UnitedHealthcare may deny coverage for emergency visits


“Unnecessary ER use costs nearly $32 billion a year, driving up health care costs for everyone,” the company said in a statement Monday. “We are taking steps to make care more affordable, encouraging people who do not have a medical emergency to seek care in a more appropriate setting, such as an urgent care centre. If one of our members receives care in an emergency room for a condition, such as pink eye, we will reimburse the emergency according to the member’s benefit plan.

During the pandemic and for months in lockdown, non-Covid care, ranging from knee surgeries to mammograms to emergency room visits, has plummeted. While some experts worried the lack of care could make patients worse, others argued the drop could provide evidence that some care, like screenings, was unnecessary.

United’s initial decision was seen by some critics as a message to hospitals.

“They see it as a way to gain the upper hand in their perpetual battle with providers,” said Jonathan Kolstad, a health economist at the University of California, Berkeley.

It was the latest example of the insurer clashing with doctors and hospitals, said Michael R. Turpin, a former United executive who is now executive vice president of USI, an insurance brokerage firm that helps businesses find coverage. More recently, United’s fights with anesthesiologists have led to legal action from a major doctor-owned firm backed by private equity investors, and hospitals are complaining that United has adopted other policies that make it difficult for patients to cover their care.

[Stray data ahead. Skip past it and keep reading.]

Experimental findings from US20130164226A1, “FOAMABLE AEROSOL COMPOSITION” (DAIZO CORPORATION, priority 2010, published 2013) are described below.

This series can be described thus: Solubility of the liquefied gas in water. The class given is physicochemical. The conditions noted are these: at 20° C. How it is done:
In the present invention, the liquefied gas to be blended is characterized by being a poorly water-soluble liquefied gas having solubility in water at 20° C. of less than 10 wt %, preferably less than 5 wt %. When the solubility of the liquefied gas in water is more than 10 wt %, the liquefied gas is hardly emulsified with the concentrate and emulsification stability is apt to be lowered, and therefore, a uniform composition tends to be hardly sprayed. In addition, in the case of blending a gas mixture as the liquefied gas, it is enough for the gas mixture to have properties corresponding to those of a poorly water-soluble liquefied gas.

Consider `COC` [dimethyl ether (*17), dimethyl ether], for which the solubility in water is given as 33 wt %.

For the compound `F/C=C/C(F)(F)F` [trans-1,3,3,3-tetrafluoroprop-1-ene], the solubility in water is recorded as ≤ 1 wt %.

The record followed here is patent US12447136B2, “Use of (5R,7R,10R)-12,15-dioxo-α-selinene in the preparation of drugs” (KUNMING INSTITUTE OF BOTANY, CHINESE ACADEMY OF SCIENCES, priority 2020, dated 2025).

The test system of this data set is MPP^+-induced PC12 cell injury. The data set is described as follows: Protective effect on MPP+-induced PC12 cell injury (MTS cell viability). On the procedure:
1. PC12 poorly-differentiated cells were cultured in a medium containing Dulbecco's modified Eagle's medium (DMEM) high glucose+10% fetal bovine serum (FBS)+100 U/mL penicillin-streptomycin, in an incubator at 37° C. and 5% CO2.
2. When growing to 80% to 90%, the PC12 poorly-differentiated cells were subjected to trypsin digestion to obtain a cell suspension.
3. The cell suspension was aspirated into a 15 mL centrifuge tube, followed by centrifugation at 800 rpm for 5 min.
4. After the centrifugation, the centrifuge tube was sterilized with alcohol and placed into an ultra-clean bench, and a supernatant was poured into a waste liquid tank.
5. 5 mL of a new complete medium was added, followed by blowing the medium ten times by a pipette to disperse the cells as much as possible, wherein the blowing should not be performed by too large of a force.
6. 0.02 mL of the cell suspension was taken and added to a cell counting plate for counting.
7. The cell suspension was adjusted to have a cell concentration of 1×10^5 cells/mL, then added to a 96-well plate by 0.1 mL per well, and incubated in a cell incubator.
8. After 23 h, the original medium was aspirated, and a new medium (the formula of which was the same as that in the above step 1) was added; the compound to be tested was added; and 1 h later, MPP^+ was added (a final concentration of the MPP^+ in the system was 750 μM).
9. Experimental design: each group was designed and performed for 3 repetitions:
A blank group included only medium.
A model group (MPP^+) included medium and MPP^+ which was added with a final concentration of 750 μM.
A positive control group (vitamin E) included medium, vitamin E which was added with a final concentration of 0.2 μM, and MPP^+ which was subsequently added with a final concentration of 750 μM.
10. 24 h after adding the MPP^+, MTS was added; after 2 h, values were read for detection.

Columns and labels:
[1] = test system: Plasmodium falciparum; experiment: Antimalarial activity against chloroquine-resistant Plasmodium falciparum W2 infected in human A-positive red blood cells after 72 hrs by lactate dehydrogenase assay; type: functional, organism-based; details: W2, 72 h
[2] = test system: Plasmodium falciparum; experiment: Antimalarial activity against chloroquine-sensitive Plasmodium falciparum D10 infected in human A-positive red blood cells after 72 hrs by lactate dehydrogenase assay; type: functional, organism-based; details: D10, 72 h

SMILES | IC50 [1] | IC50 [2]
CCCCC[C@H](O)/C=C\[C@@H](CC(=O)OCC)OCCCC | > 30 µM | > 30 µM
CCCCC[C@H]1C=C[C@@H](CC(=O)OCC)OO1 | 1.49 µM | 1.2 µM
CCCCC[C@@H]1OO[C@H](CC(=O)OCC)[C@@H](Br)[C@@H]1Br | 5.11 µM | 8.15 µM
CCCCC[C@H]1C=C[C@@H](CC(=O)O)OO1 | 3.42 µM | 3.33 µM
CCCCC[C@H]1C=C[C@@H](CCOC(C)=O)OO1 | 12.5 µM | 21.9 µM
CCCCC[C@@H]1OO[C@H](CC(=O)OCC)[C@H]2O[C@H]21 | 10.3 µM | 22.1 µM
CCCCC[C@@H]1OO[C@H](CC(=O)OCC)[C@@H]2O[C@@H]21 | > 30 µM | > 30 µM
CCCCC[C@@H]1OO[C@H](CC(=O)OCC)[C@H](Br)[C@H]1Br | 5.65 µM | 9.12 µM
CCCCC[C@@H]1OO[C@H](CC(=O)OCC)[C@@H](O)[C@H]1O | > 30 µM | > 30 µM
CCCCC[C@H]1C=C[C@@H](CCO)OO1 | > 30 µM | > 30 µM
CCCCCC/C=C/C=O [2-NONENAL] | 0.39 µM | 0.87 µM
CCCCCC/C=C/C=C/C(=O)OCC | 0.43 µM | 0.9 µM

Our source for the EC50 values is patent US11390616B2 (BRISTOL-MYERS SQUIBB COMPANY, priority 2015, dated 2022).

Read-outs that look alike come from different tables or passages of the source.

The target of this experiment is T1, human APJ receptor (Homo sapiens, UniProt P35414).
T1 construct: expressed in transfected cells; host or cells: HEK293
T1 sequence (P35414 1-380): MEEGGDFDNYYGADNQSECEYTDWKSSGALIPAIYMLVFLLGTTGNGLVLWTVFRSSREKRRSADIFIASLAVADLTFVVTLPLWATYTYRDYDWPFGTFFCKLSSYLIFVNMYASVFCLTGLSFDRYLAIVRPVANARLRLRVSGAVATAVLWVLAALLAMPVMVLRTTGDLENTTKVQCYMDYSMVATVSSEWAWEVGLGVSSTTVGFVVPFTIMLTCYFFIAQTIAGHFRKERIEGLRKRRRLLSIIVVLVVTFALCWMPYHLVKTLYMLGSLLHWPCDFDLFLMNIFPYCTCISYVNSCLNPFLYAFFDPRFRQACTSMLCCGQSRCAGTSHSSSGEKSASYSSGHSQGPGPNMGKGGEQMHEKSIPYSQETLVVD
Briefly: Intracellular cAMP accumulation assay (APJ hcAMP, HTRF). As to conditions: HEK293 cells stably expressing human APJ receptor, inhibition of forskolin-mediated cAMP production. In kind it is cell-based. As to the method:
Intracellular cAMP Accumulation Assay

A few consumers are already battling insurers and some providers over billing for Covid vaccines, prompting the federal government to remind participants that it is illegal to charge these costs to patients.

There is also growing evidence that some of the people who did not go to the emergency room during the pandemic would have done better to seek treatment. Experts have pointed to rising death rates from heart disease, diabetes and other illnesses that may indicate people are putting off needed care. A recent study in Health Affairs by researchers at MIT Sloan School of Management, in collaboration with Boston Emergency Medical Services, found evidence of an increase in heart attacks occurring outside the hospital, particularly in low-income neighborhoods.

Mr Pollack noted that even after the pandemic such a policy would be problematic: “There is no justification for these restrictions now or after the public health emergency,” he said.


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